One of the oldest sayings on Wall Street is “sell in May and walk away.” The old adage is based on what the Stock Trader’s Almanac claims is the best six months of the year — namely, November through April.
Thus, selling in May and coming back in November appears to be a wise strategy. However, the theory has several flaws and has not worked well the past few years.
But it did work well in May 2022, but with commodities that did a nosedive. It was the grain complex that showed the most weakness starting in early May 2022.
Chicago May wheat futures fell from $12.85 a bushel to a low a few days ago of $5.94. May corn futures slipped from $8.17 to $6.21 a bushel. May soybean futures dropped from $17.48 to $14.22 a week ago.
The selling in wheat was so pronounced that Chicago futures traded under the price of corn for the first time in two years, a scenario seldom seen in history.
The selling was led by the infamous commodity funds that are now reputed to be short the largest number of short futures contracts in history that exceeds 135,000 contracts.
And all my work suggests the wheat market is now bullish because the funds are holding a monster short position that must be exited sooner than later.
History suggests when the funds are short such a massive position the rally that will unfold as they try to exit the market can be as large as $1 a bushel.
In other words, yes, the Chicago wheat market has collapsed. But now the market has a bullish lean because the funds are holding a massive short position that has to be exited at some point in time.
A major reason corn prices have done a nosedive is because wheat prices collapsed. However, in recent weeks, China has canceled previous U.S. corn purchases, keeping a negative tone hovering over the market.
From “Why is China suddenly canceling purchases of U.S. corn?” by AgWeb: “China canceled more corn purchases this week. As China switches to cheaper sources from places like Brazil, it’s putting more focus on a possible demand problem in the U.S. The canceled sales could also inflate the projected corn crop carryout, which is putting pressure on commodity prices.”
A bearish fundamental for U.S. soybean prices comes down to the record-setting Brazilian soy crop.
According to the U.S. Department of Agriculture, Brazil is on track to produce a record-breaking soybean crop of 153 million metric tonnes, up 18% from a year ago, the largest in 14 years.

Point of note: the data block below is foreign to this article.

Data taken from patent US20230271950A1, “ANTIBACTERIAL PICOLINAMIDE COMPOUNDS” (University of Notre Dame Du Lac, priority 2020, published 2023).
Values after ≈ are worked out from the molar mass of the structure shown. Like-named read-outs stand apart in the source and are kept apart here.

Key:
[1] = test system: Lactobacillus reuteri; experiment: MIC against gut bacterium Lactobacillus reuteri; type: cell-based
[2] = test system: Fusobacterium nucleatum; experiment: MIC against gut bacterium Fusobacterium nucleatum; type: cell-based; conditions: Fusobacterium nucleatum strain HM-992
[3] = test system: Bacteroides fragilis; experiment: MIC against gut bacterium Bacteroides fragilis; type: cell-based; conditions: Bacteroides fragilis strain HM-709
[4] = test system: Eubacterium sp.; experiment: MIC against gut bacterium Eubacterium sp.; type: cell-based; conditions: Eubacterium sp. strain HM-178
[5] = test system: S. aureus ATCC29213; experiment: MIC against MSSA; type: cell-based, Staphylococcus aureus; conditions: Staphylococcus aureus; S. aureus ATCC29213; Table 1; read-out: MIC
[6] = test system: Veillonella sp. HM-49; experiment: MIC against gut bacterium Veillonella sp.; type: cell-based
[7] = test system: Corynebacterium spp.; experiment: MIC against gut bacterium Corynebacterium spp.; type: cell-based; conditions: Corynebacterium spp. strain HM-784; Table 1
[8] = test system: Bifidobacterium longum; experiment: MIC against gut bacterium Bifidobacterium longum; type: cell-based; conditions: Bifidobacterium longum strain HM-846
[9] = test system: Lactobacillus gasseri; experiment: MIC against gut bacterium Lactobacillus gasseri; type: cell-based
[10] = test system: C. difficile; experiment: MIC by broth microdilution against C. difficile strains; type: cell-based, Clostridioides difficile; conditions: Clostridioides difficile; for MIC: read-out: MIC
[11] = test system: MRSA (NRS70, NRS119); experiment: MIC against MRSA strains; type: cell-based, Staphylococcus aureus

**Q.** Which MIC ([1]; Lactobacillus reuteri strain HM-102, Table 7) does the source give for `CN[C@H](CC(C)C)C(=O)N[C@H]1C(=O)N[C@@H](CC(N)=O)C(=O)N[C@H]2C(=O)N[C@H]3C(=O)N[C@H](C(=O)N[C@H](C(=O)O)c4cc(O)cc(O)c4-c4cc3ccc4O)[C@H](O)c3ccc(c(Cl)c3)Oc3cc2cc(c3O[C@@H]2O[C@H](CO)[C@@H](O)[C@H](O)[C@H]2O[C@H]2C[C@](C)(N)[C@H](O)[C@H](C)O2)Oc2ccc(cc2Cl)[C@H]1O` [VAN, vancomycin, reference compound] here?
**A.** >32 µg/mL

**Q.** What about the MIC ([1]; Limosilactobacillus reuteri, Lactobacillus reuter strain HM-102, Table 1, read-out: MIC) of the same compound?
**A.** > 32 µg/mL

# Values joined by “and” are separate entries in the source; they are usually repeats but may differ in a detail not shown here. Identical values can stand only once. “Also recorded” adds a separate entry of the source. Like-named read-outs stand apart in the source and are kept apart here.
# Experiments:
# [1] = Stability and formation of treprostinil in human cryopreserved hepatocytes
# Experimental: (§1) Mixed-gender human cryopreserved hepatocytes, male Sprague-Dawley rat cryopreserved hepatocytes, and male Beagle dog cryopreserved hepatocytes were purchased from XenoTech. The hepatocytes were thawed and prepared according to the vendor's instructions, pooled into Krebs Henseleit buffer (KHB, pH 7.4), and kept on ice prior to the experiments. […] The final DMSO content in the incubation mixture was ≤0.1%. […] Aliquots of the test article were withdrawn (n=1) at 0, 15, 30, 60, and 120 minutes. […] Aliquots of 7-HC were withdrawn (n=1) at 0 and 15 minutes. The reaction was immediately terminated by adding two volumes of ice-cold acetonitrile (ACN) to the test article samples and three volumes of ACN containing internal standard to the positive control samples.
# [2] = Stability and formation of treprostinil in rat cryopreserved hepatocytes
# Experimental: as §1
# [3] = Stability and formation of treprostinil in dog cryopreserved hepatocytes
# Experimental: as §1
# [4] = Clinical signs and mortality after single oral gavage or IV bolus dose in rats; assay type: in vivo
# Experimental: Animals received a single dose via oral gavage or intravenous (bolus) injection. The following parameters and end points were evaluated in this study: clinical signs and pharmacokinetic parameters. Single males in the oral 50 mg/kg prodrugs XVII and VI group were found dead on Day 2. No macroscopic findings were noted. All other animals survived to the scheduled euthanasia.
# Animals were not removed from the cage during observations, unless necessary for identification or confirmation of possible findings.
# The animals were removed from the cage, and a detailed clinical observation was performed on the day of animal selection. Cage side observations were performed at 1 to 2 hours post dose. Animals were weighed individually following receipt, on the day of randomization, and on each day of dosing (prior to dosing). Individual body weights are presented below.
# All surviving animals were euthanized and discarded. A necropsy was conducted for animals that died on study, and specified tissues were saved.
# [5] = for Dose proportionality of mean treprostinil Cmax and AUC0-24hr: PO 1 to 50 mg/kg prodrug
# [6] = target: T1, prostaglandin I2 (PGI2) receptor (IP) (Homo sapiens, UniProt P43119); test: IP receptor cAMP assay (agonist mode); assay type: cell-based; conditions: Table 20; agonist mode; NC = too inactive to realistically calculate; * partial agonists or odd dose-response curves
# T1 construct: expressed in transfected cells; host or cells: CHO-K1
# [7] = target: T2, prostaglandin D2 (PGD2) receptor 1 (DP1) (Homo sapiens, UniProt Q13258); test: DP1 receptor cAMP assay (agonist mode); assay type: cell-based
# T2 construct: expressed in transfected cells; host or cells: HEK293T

Brazilian soybean prices are $1.90 to $2 a bushel under U.S. prices. In theory, it pencils out to import soybeans from Brazil to the United States, something not seen in years.
With the U.S. grain markets doing a nosedive last May, the same scenario was not seen with the U.S. livestock markets, at least not with cattle.
In early May 2022, live cattle futures basis June rallied from $1.42 to a historic high of $1.77 a few weeks ago.
Selling cattle in May 2022 and walking away would have been a huge, embarrassing and costly financial mistake.
But in the U.S. hog futures markets, it would have been a brilliant maneuver. In early May 2022, June lean hog futures were trading around the $111.40 level and a few weeks ago kissed $71.52.
Indeed, as cattle prices rallied to new all-time historic high prices, hog futures collapsed, following the lead of the grains.
The hog futures market did a nosedive as the USDA revised its estimate of the U.S. hog herd showing it underestimated the total hog numbers by 1.8%, which resulted in sharply lower prices.
No doubt the strategy of selling in May and walking away was a brilliant move in 2022 with corn, wheat, soybeans and hog futures, but not with cattle futures.
But that was in 2022. This isn’t 2022, and I seriously doubt such a trading strategy will work so well this year.
This year, ending stocks of old crop soybeans and corn are historically tight. Plus, the entire growing season lies ahead and the most potent El Niño looming large and worrisome.
Until more is known about the weather in the growing months of June into September, the grain complex will be exceptionally sensitive to the whims and ways of Mother Nature, as always.
The downside with grain prices after the collapse that began in May 2022 is likely over. It has run its course until more is known about the growing season that lies ahead.
I remain bullish on old crop corn and soybeans and cattle. This isn’t 2022, where you can “sell in May and walk away.”
At least not with grains and cattle.